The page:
Recently, a group of scientists discovered the answer to a long-standing question, “Where is the missing methane?” More specifically, the group sought to uncover the residential and commercial sources of methane that were unaccounted for, considering the unprecedented amount of methane in the atmosphere.
Researchers measured levels of three major pollutants: methane, carbon dioxide and nitrogen oxides. Due to COVID-19 restrictions, the scientists were only able to collect measurements from 53 homes, rentals and Airbnbs in California. Nevertheless, what they found was shocking.
Do Gas Stoves Cause Pollution?
The study revealed that all gas stoves leak when they are turned on, when they are burning and when they are turned off. Considering the fact that gas stoves are a feature of 40 million homes in the United States, this is an important issue.
In addition to methane, carbon dioxide and nitrogen oxides, gas stoves are known to emit formaldehyde and particulate matter. All of these air pollutants pose a detrimental risk to your health as well as the larger environment. While carbon dioxide is the largest contributor to climate change, methane is the second-largest contributor and it’s 80 times more powerful in the short term.
This is concerning given the fact that nearly three-quarters of the “missing methane” originates from gas stoves that are not turned on. In other words, gas stoves leak planet-destroying air pollutants around the clock, regardless of whether or not they’re actively in use.
Furthermore, the scientists found that nitrogen oxide emissions increased relative to the size of the burner. The larger the burner, the worse the emissions. In a small kitchen without a range hood, nitrogen oxide emissions can surpass national health standards within minutes of use.
Are Gas Stoves Safe?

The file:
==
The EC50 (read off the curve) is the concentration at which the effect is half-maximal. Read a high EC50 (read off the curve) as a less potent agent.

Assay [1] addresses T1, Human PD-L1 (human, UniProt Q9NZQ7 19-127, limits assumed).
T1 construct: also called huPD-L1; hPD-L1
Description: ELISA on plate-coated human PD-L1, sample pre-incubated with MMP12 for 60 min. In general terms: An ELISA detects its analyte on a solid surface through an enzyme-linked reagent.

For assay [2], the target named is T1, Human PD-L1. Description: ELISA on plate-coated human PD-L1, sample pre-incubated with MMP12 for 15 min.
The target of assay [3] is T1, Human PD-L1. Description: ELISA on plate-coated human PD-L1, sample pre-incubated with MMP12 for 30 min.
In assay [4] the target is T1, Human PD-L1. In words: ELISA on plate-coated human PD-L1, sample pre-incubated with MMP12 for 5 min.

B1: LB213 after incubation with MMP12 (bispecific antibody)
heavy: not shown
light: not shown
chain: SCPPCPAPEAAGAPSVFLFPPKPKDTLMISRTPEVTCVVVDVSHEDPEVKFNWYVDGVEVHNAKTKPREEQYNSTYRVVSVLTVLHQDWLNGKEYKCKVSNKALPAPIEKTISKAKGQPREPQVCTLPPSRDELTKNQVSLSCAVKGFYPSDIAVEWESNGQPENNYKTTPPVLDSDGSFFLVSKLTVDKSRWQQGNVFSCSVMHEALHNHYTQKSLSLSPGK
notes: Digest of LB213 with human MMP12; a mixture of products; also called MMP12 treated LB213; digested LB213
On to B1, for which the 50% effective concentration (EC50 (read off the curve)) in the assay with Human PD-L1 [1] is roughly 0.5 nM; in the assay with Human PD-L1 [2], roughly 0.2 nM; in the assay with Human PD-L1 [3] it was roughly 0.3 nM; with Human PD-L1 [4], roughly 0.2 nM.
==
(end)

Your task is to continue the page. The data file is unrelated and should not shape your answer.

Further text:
Considering the aforementioned, it’s fair to say that gas stoves are not safe. The air pollutants emitted by gas stoves when on and off, contribute to climate change and negatively impact human health.
Examples of climate-related effects include:
- Acid rain
- The formation of ground-level ozone
- Rising ocean levels
- Melting ice caps
- Reduced crop yields
Examples of health-related effects include:
- Irritation of the eyes, nose and throat
- Coughing, wheezing and difficulty breathing
- Nausea and vomiting
- Nonfatal heart attacks
- Premature death
How To Avoid Gas Stove Pollution
The best way to avoid gas stove pollution is to get rid of your gas stove range. However, that is not a feasible option for most homeowners. The next best options are ventilation, filtration and purification. These indoor air quality solutions can be accomplished in a number of ways.
- Turn on range hoods and ceiling fans when cooking for added spot ventilation.
- Open multiple doors and windows to allow for natural cross ventilation.
- Invest in an active air purifier and air quality monitor.
- Replace air filters frequently and ensure that they are high quality. Look for air filters with a MERV 13 rating or higher.
Mind Your Stove
The bad news? Gas stoves leak toxic air pollutants all the time. The good news? Indoor air quality control solutions circumvent the air pollution created by these leaks. Investing in the appropriate IAQ solutions will slow the damaging effect gas stoves have on our planet and your family’s health.